How a THIRD of UK coronavirus patients admitted to hospital die

How a THIRD of British coronavirus patients who get admitted to hospital die – while the rate is 53% for those who need to be ventilated on NHS wards, major study reveals

  • Biggest coronavirus study in Europe looked at 17,000 hospital admissions in UK
  • Research found 33% died, 49% were discharged and 17% are still receiving care
  • Just a fifth of intubated UK patients made it home alive and 53% passed away
  • Here’s how to help people impacted by Covid-19

A third of coronavirus patients admitted to NHS hospitals die from the disease and more than half of those on ventilators do not survive, according to a major study.

Researchers analysing almost 17,000 COVID-19 hospitalisations in the UK found 33 per cent died, 49 per cent were discharged and 17 per cent are still receiving care. 

The study, the biggest of its kind in Europe, found just a fifth of intubated UK patients made it home alive.

Fifty-three per cent have died while on a ventilator and 27 per cent are still hooked up to the machines at the time of writing.

Of those in ICU, 45 per cent succumbed to the virus, 31 per cent went home after beating the illness and just under a quarter are still being treated. 

Experts said the findings suggest coronavirus could be as dangerous as Ebola – which kills roughly four out of every 10 people it infects. 

Calum Semple, professor in Outbreak Medicine at University of Liverpool, said ‘people need to get it their heads’ just how lethal the virus is.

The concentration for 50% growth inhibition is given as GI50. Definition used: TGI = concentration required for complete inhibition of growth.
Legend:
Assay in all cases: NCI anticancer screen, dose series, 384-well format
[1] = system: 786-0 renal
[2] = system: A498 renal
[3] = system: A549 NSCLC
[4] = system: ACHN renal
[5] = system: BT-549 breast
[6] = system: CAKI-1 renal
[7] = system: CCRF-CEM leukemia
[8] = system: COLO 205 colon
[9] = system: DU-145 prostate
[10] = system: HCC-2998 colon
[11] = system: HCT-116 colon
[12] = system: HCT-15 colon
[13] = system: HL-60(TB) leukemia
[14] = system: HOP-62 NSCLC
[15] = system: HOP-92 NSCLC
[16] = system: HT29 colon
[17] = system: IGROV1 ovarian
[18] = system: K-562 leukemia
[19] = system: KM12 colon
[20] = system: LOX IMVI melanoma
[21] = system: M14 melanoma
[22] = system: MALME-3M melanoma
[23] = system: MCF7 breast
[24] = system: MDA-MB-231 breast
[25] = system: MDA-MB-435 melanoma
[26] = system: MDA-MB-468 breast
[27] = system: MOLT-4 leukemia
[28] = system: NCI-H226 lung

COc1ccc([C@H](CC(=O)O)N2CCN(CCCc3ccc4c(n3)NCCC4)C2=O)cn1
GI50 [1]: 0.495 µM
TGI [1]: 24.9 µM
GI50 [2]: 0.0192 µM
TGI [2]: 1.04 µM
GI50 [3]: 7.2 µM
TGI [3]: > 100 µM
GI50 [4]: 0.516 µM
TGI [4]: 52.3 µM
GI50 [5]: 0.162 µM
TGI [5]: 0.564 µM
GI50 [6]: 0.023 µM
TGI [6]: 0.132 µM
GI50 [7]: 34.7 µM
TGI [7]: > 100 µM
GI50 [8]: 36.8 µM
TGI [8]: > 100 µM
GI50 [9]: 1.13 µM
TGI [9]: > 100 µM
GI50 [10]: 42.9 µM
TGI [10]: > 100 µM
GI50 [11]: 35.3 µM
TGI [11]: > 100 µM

He said that while coronavirus infects many more people than the West African disease, they have similar fatality rates when the illnesses lead to hospitalisation.

The bleak realities of the crisis were laid bare in a report by the International Severe Acute Respiratory and emerging Infections (ISARIC).

A third of coronavirus patients admitted to NHS hospitals die from the disease, the biggest COVID-19 study in Europe shows 

Researchers analysing almost 17,000 COVID-19 hospitalisations in the UK found 49 per cent were discharged

The report by the International Severe Acute Respiratory and emerging Infections (ISARIC) also found 17 per cent of patients admitted to hospital are still receiving care

It was conducted by a team of Britain’s top infectious diseases scientists who are part of the pandemic-planning global body. 

The research looked at 16,749 admissions between February 6 and April 18 at hospitals in England, Scotland and Wales.

Commenting on the findings, Professor Semple said: ‘It’s a common misconception, even today, that Covid is just a bad dose of the flu. 

‘Coronavirus is a very serious disease, the crude hospital case fatality rate is of the same magnitude as Ebola.

‘If you come into hospital with Covid disease and you’re sick enough to be admitted – and you have to be pretty sick these days to be admitted – the crude case fatality rate is sitting somewhere between 35 to 40 per cent.